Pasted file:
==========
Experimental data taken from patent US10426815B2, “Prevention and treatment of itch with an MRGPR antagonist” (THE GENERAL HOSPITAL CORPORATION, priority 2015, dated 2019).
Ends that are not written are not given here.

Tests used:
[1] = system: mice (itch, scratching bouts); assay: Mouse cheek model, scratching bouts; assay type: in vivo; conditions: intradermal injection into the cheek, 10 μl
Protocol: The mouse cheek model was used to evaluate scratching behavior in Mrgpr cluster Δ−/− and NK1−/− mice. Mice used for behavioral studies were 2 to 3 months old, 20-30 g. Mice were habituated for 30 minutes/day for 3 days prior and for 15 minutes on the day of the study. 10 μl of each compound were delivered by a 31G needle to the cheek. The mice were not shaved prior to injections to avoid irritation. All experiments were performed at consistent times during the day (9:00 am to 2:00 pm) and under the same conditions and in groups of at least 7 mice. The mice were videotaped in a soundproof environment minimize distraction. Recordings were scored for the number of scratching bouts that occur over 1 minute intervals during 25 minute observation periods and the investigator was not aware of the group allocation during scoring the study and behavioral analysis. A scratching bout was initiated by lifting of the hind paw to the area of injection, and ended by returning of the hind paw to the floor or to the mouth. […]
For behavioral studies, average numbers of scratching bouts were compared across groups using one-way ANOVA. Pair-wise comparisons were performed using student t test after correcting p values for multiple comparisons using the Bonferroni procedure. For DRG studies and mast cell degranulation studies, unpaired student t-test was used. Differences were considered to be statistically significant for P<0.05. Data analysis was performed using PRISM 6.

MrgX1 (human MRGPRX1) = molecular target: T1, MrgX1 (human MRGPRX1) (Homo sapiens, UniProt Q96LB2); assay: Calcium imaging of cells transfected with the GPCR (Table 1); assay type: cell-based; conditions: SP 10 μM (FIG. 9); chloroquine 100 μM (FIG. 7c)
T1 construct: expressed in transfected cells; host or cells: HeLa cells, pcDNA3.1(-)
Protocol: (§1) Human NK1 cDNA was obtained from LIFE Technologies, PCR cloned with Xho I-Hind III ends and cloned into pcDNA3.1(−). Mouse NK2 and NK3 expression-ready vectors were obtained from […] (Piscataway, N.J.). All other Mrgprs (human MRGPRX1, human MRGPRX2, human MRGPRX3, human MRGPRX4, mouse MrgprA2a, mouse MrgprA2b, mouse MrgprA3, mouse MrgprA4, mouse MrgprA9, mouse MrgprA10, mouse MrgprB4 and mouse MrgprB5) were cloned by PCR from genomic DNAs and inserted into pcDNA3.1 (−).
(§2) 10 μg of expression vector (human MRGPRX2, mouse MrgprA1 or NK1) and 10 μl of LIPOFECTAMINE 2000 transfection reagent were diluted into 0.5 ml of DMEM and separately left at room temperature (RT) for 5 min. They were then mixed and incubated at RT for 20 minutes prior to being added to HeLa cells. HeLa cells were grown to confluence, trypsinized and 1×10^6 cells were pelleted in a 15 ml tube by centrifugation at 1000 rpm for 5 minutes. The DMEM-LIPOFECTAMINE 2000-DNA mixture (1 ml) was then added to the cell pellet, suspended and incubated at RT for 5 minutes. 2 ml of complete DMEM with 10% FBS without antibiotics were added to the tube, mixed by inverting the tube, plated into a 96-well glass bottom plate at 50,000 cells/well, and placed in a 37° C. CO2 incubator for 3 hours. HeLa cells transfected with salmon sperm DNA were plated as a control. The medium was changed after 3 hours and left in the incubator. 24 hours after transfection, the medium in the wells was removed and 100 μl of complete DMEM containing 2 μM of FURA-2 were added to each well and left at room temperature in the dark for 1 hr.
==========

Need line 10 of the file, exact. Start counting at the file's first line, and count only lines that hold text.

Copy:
(§2) 10 μg of expression vector (human MRGPRX2, mouse MrgprA1 or NK1) and 10 μl of LIPOFECTAMINE 2000 transfection reagent were diluted into 0.5 ml of DMEM and separately left at room temperature (RT) for 5 min. They were then mixed and incubated at RT for 20 minutes prior to being added to HeLa cells. HeLa cells were grown to confluence, trypsinized and 1×10^6 cells were pelleted in a 15 ml tube by centrifugation at 1000 rpm for 5 minutes. The DMEM-LIPOFECTAMINE 2000-DNA mixture (1 ml) was then added to the cell pellet, suspended and incubated at RT for 5 minutes. 2 ml of complete DMEM with 10% FBS without antibiotics were added to the tube, mixed by inverting the tube, plated into a 96-well glass bottom plate at 50,000 cells/well, and placed in a 37° C. CO2 incubator for 3 hours. HeLa cells transfected with salmon sperm DNA were plated as a control. The medium was changed after 3 hours and left in the incubator. 24 hours after transfection, the medium in the wells was removed and 100 μl of complete DMEM containing 2 μM of FURA-2 were added to each well and left at room temperature in the dark for 1 hr.